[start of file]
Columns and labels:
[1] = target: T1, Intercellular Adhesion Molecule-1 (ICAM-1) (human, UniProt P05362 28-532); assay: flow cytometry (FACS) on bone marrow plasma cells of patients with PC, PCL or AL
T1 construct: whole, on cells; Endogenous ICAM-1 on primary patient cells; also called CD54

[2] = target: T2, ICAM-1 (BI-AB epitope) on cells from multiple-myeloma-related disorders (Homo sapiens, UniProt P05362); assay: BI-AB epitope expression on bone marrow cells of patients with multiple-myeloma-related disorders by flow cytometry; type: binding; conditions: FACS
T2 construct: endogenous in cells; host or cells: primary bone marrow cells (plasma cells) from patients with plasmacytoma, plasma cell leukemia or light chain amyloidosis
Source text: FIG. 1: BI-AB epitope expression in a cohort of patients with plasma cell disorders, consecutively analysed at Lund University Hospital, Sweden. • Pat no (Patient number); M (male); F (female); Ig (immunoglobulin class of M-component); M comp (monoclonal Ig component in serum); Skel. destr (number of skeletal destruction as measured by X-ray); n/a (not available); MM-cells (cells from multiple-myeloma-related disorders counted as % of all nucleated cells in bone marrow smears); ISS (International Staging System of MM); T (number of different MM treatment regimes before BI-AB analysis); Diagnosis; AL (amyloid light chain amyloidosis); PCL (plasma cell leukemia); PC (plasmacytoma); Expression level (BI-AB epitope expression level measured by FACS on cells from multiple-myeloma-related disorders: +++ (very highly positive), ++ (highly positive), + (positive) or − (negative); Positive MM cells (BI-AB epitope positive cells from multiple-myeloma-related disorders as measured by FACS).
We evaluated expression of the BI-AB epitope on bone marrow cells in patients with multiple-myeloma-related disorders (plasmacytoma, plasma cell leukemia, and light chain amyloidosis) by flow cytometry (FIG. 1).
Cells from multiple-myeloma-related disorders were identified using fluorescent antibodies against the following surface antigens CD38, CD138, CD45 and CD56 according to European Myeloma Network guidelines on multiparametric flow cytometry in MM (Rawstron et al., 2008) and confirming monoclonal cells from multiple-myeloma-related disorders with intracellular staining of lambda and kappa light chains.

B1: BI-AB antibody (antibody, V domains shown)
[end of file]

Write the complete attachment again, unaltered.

Columns and labels:
[1] = target: T1, Intercellular Adhesion Molecule-1 (ICAM-1) (human, UniProt P05362 28-532); assay: flow cytometry (FACS) on bone marrow plasma cells of patients with PC, PCL or AL
T1 construct: whole, on cells; Endogenous ICAM-1 on primary patient cells; also called CD54

[2] = target: T2, ICAM-1 (BI-AB epitope) on cells from multiple-myeloma-related disorders (Homo sapiens, UniProt P05362); assay: BI-AB epitope expression on bone marrow cells of patients with multiple-myeloma-related disorders by flow cytometry; type: binding; conditions: FACS
T2 construct: endogenous in cells; host or cells: primary bone marrow cells (plasma cells) from patients with plasmacytoma, plasma cell leukemia or light chain amyloidosis
Source text: FIG. 1: BI-AB epitope expression in a cohort of patients with plasma cell disorders, consecutively analysed at Lund University Hospital, Sweden. • Pat no (Patient number); M (male); F (female); Ig (immunoglobulin class of M-component); M comp (monoclonal Ig component in serum); Skel. destr (number of skeletal destruction as measured by X-ray); n/a (not available); MM-cells (cells from multiple-myeloma-related disorders counted as % of all nucleated cells in bone marrow smears); ISS (International Staging System of MM); T (number of different MM treatment regimes before BI-AB analysis); Diagnosis; AL (amyloid light chain amyloidosis); PCL (plasma cell leukemia); PC (plasmacytoma); Expression level (BI-AB epitope expression level measured by FACS on cells from multiple-myeloma-related disorders: +++ (very highly positive), ++ (highly positive), + (positive) or − (negative); Positive MM cells (BI-AB epitope positive cells from multiple-myeloma-related disorders as measured by FACS).
We evaluated expression of the BI-AB epitope on bone marrow cells in patients with multiple-myeloma-related disorders (plasmacytoma, plasma cell leukemia, and light chain amyloidosis) by flow cytometry (FIG. 1).
Cells from multiple-myeloma-related disorders were identified using fluorescent antibodies against the following surface antigens CD38, CD138, CD45 and CD56 according to European Myeloma Network guidelines on multiparametric flow cytometry in MM (Rawstron et al., 2008) and confirming monoclonal cells from multiple-myeloma-related disorders with intracellular staining of lambda and kappa light chains.

B1: BI-AB antibody (antibody, V domains shown)